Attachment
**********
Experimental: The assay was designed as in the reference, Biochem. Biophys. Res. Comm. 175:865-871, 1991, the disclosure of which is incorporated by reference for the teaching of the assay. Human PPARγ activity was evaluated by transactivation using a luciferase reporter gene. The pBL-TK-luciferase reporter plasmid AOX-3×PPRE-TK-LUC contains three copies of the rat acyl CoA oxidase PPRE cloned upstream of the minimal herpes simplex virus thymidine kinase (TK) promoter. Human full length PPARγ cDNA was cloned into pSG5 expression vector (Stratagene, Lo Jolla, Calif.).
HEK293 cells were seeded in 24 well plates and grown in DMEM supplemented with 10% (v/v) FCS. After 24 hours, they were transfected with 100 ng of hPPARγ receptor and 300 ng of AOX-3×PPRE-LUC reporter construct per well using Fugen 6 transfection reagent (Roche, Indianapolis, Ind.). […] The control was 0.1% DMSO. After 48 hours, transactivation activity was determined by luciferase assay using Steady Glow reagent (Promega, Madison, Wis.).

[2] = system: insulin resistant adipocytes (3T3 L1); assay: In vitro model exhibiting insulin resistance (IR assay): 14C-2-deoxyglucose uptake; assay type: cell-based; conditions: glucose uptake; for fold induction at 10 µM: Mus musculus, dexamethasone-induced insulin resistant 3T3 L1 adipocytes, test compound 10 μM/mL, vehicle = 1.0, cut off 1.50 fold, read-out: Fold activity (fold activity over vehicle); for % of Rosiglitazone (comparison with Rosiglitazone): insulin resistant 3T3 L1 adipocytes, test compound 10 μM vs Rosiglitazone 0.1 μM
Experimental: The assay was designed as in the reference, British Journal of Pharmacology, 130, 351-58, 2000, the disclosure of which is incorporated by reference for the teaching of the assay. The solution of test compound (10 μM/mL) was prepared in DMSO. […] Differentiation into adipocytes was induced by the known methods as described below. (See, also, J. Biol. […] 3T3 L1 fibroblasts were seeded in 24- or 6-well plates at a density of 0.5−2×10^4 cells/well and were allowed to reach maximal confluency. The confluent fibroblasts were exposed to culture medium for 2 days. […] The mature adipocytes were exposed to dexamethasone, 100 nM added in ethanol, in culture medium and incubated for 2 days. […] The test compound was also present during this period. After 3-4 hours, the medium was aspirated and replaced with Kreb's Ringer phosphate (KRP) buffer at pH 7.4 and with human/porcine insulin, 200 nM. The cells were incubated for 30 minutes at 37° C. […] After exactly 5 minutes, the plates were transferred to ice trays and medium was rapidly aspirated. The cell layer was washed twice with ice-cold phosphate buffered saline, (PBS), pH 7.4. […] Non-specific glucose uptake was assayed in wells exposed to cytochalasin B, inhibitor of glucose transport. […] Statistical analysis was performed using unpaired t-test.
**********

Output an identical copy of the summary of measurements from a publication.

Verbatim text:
Experimental: The assay was designed as in the reference, Biochem. Biophys. Res. Comm. 175:865-871, 1991, the disclosure of which is incorporated by reference for the teaching of the assay. Human PPARγ activity was evaluated by transactivation using a luciferase reporter gene. The pBL-TK-luciferase reporter plasmid AOX-3×PPRE-TK-LUC contains three copies of the rat acyl CoA oxidase PPRE cloned upstream of the minimal herpes simplex virus thymidine kinase (TK) promoter. Human full length PPARγ cDNA was cloned into pSG5 expression vector (Stratagene, Lo Jolla, Calif.).
HEK293 cells were seeded in 24 well plates and grown in DMEM supplemented with 10% (v/v) FCS. After 24 hours, they were transfected with 100 ng of hPPARγ receptor and 300 ng of AOX-3×PPRE-LUC reporter construct per well using Fugen 6 transfection reagent (Roche, Indianapolis, Ind.). […] The control was 0.1% DMSO. After 48 hours, transactivation activity was determined by luciferase assay using Steady Glow reagent (Promega, Madison, Wis.).

[2] = system: insulin resistant adipocytes (3T3 L1); assay: In vitro model exhibiting insulin resistance (IR assay): 14C-2-deoxyglucose uptake; assay type: cell-based; conditions: glucose uptake; for fold induction at 10 µM: Mus musculus, dexamethasone-induced insulin resistant 3T3 L1 adipocytes, test compound 10 μM/mL, vehicle = 1.0, cut off 1.50 fold, read-out: Fold activity (fold activity over vehicle); for % of Rosiglitazone (comparison with Rosiglitazone): insulin resistant 3T3 L1 adipocytes, test compound 10 μM vs Rosiglitazone 0.1 μM
Experimental: The assay was designed as in the reference, British Journal of Pharmacology, 130, 351-58, 2000, the disclosure of which is incorporated by reference for the teaching of the assay. The solution of test compound (10 μM/mL) was prepared in DMSO. […] Differentiation into adipocytes was induced by the known methods as described below. (See, also, J. Biol. […] 3T3 L1 fibroblasts were seeded in 24- or 6-well plates at a density of 0.5−2×10^4 cells/well and were allowed to reach maximal confluency. The confluent fibroblasts were exposed to culture medium for 2 days. […] The mature adipocytes were exposed to dexamethasone, 100 nM added in ethanol, in culture medium and incubated for 2 days. […] The test compound was also present during this period. After 3-4 hours, the medium was aspirated and replaced with Kreb's Ringer phosphate (KRP) buffer at pH 7.4 and with human/porcine insulin, 200 nM. The cells were incubated for 30 minutes at 37° C. […] After exactly 5 minutes, the plates were transferred to ice trays and medium was rapidly aspirated. The cell layer was washed twice with ice-cold phosphate buffered saline, (PBS), pH 7.4. […] Non-specific glucose uptake was assayed in wells exposed to cytochalasin B, inhibitor of glucose transport. […] Statistical analysis was performed using unpaired t-test.